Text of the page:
https://github.com/openssl/openssl/pull/2083

That PR didn't turn into anything, but I'm not sure why.

A new output format will help to stop things getting worse if we change
the format again (which I think we should in order to use PBKDF2 and
more iterations). However it won't help handle the historic issue. If
you attempt to decrypt a file that isn't in the new format, you won't
know whether it was generated by OpenSSL 1.1.0 (and is therefore using
SHA256), or whether it was generated by some earlier version (and is
therefore using MD5).

>
> 1. Encrypted data should include a header block, that OPTIONALLY
>    specifies each of:
>    - cipher & parameters (e.g. salt, padding)
>    - key derivation function & parameters (MD)
> 1.1. Some users might want to leave the fields empty, to increase
>      security by obscurity.

I think we probably should have an option to not write out the header at
all - but not to "increase security by obscurity". Rather it would be
about having the ability to write out a "raw" encrypted file that could
be consumed by some other tool.


> 1.2. This also opens the path to stronger key derivation (PBKDF2)
> 2. During decryption, if no header block is present, and no message
>    digest was specified, the default digest SHOULD be MD5.

Should it? What about compatibility with OpenSSL 1.1.0? We cannot make
breaking changes in 1.1.1, so it has to be compatible with 1.1.0.

Matt


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Re: [RFC] enc utility & under-documented behavior changes: improving backward compatibility

Tomas Mraz-2
On Tue, 2017-10-03 at 08:23 +0100, Matt Caswell wrote:
>
> > 1.2. This also opens the path to stronger key derivation (PBKDF2)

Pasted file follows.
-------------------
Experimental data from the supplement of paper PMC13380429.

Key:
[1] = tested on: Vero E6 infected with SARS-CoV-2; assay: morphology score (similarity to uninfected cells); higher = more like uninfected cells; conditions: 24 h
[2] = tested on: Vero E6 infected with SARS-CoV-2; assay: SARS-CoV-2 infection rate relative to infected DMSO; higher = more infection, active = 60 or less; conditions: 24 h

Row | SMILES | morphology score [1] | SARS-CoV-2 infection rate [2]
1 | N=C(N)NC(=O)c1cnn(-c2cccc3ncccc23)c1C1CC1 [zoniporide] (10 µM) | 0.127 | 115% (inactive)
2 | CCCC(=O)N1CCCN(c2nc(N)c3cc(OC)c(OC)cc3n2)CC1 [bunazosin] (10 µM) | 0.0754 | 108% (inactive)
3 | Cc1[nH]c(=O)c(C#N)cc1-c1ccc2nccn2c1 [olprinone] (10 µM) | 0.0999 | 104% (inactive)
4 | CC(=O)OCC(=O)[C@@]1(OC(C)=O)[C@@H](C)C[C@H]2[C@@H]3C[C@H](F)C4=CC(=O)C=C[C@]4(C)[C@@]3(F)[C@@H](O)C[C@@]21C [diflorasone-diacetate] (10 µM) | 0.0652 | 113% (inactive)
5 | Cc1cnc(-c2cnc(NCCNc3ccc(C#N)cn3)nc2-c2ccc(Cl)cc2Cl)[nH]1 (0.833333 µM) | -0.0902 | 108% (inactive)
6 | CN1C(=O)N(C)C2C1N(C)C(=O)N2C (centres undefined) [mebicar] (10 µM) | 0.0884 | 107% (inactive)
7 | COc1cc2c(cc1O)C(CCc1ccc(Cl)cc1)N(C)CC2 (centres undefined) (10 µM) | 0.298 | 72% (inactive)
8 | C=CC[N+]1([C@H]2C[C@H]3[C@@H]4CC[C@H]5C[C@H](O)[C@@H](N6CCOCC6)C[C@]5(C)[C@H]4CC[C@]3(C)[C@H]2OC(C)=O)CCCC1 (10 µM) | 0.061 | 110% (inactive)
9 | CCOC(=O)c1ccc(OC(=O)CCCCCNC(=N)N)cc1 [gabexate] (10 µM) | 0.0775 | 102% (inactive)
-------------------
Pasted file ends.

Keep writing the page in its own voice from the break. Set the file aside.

> > 2. During decryption, if no header block is present, and no message
> >    digest was specified, the default digest SHOULD be MD5.
>
> Should it? What about compatibility with OpenSSL 1.1.0? We cannot
> make
> breaking changes in 1.1.1, so it has to be compatible with 1.1.0.

Yeah, the ship has sailed. SHA-256 should be used by default as in
1.1.0.

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Re: [RFC] enc utility & under-documented behavior changes: improving backward compatibility

Robin H. Johnson
On Tue, Oct 03, 2017 at 09:45:43AM +0200, Tomas Mraz wrote:

> On Tue, 2017-10-03 at 08:23 +0100, Matt Caswell wrote:
> >
> > > 1.2. This also opens the path to stronger key derivation (PBKDF2)
> > > 2. During decryption, if no header block is present, and no message
> > >    digest was specified, the default digest SHOULD be MD5.
> >
> > Should it? What about compatibility with OpenSSL 1.1.0? We cannot
> > make
> > breaking changes in 1.1.1, so it has to be compatible with 1.1.0.
> Yeah, the ship has sailed. SHA-256 should be used by default as in
> 1.1.0.
It's a breaking change from 1.0.

At the very least, it should be added to the big notes:
https://www.openssl.org/news/openssl-1.1.0-notes.html
(this was in fact the first place I looked when my data was broken,
there was nothing about the enc tool here).

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Re: [RFC] enc utility & under-documented behavior changes: improving backward compatibility

Michel
In reply to this post by Matt Caswell-2

[...]
I think we probably should have an option to not write out the header at all
- but not to "increase security by obscurity". Rather it would be about
having the ability to write out a "raw" encrypted file that could be
consumed by some other tool.
[...]


+1

I will probably come back on this soon.

Michel

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Re: [RFC] enc utility & under-documented behavior changes: improving backward compatibility

Matt Caswell-2
In reply to this post by Robin H. Johnson